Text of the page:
When is ‘less’ really ‘more’?

by Paul Goodchild on July 10, 2009

You’ve heard this before, “less is more” and sometimes we mumble to ourselves that “Yup, it sure is” and almost immediately we’ve moved on because in reality, we don’t actually think about what this represents.  I mean seriously, how can less be more?  Then there’s “too much of a good thing“.  Sure, why don’t I just start working pro-bono and live in the park?

Actually these phrases mean something to us… I think we believe it applies and that we live by it.  There is (yet another) saying that, “We judge others by what they do, but ourselves by what we think” .  I know I fall for that sometimes, but keeping that phrase close by helps keep me to stay a little fairer.

So where am I going with this?  I want to explore the idea that in-fact all the evidence points to supporting the principle that less is more.  We do ourselves, our friends, and our environment a huge favour by keeping this in the forefront of our minds.

When more is too much

2009 is the year that followed the beginning of a global economic shake-down that people commonly compare to the Great Depression.  I don’t know how valid that is for several reasons, but regardless, I believe there is a pervasive pattern of thought that has seeped into the general populace of the Western world that has ultimately perpetrated this “demise”.  It basically boils down to the idea that we can never have enough.  We have an insatiable need to always get more – we are rarely ever satisfied with what we have right now, today.  This is really basic stuff, but look around you and listen to yourself and your peers… we want the latest and greatest iteration of the iPhone/iPod, another salary increase, that new pair of shoes, that new dress, a bigger house, a new car, blah blah.  When we get our ‘thing’, we feel great!  It’s fantastic and it fills the little hole in our lives we hoped it would fill.  For a week.  2 weeks?  But for however long this feeling lasts, the hole isn’t filled for good.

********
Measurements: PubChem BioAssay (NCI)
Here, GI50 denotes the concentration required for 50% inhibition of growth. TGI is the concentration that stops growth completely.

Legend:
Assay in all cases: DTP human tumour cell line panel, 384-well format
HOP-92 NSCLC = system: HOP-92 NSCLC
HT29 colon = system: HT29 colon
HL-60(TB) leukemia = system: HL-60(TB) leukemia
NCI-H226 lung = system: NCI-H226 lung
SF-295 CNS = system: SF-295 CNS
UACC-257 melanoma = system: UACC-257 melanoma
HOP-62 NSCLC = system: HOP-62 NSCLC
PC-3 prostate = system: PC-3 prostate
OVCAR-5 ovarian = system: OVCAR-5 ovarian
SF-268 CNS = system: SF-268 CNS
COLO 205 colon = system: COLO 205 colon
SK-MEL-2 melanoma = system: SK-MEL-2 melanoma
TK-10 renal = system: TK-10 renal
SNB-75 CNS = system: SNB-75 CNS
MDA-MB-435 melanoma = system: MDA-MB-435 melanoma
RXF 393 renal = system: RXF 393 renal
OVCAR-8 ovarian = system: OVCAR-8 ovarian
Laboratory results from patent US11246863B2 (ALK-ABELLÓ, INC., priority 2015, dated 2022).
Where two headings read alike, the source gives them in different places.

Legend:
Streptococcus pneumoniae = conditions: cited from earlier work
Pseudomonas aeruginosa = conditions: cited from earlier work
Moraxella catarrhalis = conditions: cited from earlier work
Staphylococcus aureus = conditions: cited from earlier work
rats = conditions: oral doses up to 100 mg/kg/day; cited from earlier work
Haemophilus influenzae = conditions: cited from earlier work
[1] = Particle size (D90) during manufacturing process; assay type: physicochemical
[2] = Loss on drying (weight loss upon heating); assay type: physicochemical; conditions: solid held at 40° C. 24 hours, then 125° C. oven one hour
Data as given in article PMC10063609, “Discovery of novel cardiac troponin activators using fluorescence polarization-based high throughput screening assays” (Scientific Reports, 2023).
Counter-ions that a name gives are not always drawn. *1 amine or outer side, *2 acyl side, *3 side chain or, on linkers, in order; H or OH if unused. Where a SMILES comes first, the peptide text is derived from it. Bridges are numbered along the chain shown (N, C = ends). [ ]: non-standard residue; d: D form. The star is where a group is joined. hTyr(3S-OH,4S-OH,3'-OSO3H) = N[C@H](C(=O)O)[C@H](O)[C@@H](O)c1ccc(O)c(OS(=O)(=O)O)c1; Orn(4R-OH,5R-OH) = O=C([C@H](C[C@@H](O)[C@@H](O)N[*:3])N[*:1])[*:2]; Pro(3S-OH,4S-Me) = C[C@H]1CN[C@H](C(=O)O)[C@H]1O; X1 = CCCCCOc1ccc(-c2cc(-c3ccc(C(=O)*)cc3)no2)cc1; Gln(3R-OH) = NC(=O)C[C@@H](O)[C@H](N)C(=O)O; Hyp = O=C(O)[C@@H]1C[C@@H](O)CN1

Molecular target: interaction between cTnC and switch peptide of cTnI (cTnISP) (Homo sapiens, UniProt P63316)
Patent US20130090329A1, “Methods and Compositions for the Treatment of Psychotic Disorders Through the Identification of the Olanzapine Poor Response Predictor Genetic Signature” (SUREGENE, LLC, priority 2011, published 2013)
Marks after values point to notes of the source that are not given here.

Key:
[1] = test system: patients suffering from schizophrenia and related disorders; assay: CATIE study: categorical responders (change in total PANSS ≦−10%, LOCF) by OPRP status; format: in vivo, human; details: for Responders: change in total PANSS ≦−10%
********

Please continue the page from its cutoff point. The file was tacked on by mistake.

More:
Is there really a problem with this?  What’s wrong with wanting more or better things?  In principle, nothing is wrong with it… the question is why you need it and will it really satiate the hunger?  This is modern day consumerism – a continuous cycle of buying/consuming and buying again.  We buy more and bigger, and to facilitate this continual increase in material wealth/possessions we need more money.  How do we solve that problem?  We get a better paying job, 2 jobs, or go into debt.

Go into debt to get more stuff?!  We actually borrow money from institutions in such a manner that we pay them 10~20% on the principle just for the privilege of getting more things?  Here’s a statistic for you: in the US at the end of 2008, the average credit card debt per household was $10,679!

I’m amazed when I read that.  That’s a lot of money to make us feel better.  And do we feel better?  Well only you can answer that.  How long does that good feeling last when you go and buy your new thing?  Perhaps the more significant question to answer here is pertaining to duration, but rather “Does it last?”.